Dr Jonathan Fisher

 

Lecturer in International Development

International Development Department

Jonathan Fisher

Contact details

International Development Department
School of Government and Society
Muirhead Tower
University of Birmingham
Edgbaston, Birmingham,
B15 2TT, United Kingdom

About

Jonathan’s research is focused on the relationship between Western aid donors and developing states. Within this he is particularly interested in how donors ‘construct’ perceptions of foreign governments and key concepts (eg 'fragile state') in international development. He is also interested in the extent to which these ‘knowledge construction’ processes are influenced by external actors and bureaucratic structures as well as by policy-makers themselves.

Jonathan is particularly interested in Africa and wrote his doctorate on the Ugandan-donor relationship between 1986-2010. Current research projects he is working on include:

  • Uganda as a 'fragile state' in donor agencies and international politics
  • 'Enemies' and state-building in eastern Africa
  • Donor uses of 'political economy analysis' in policy-making
  • Budget support and political conditionality

Qualifications

Postdoctoral Research Fellow in International Development:

  • DPhil in International Relations, University of Oxford 2011
  • MSc in African Studies, University of Oxford 2007
  • BA (Hons) History, University College London (UCL) 2006

Biography

Jonathan joined IDD in 2011 as an ESRC Postdoctoral Research Fellow shortly after completing his doctorate at the University of Oxford. His DPhil focused on the relationship between the Ugandan government and its international aid donors between 1986-2010. The study sought to explore how the Museveni government has ‘managed’ the ways in which donors perceive it in order to secure greater agency in the international system and looked particularly at Uganda’s reputation as an ‘ally in the Global War on Terror’ since 9/11.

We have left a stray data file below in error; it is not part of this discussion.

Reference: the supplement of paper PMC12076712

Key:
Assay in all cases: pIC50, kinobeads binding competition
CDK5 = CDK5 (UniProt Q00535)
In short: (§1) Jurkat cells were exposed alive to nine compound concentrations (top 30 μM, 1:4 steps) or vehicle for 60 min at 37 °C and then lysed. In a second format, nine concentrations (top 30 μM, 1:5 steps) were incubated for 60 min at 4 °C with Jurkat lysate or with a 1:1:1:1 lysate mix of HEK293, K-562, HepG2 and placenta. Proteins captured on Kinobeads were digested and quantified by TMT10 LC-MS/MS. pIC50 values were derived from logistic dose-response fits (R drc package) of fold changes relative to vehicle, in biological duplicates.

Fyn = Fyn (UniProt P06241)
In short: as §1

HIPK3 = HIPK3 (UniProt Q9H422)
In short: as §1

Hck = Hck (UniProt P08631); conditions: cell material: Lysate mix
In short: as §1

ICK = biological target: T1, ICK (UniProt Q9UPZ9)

Jonathan’s research is focused on the relationship between Western aid donors and developing states. Within this he is particularly interested in how donors ‘construct’ perceptions of foreign governments and key concepts (eg ‘fragile state’) in international development. He is also interested in the extent to which these ‘knowledge construction’ processes are influenced by external actors and bureaucratic structures as well as by policy-makers themselves

Teaching

Jonathan co-convenes (with Dr Phil Amis) postgraduate modules on Aid Management and (with Dr Martin Rew) on Critical Approaches to Development.

He also teaches on two other modules –  Development Politics (IDD) and War Torn States and Post Conflict Reconstruction in the South, a 3rd year undergraduate module at POLSIS.

Postgraduate supervision

Jonathan welcomes new PhD applications in the areas of:

- Donors and the international politics of aid

- Security and conflict in the developing world

- African foreign relations and diplomacy

 

He has a particular interest in supervising students with a regional interest in sub-Saharan Africa and, particularly in:

- Uganda, Rwanda, Congo and the Great Lakes region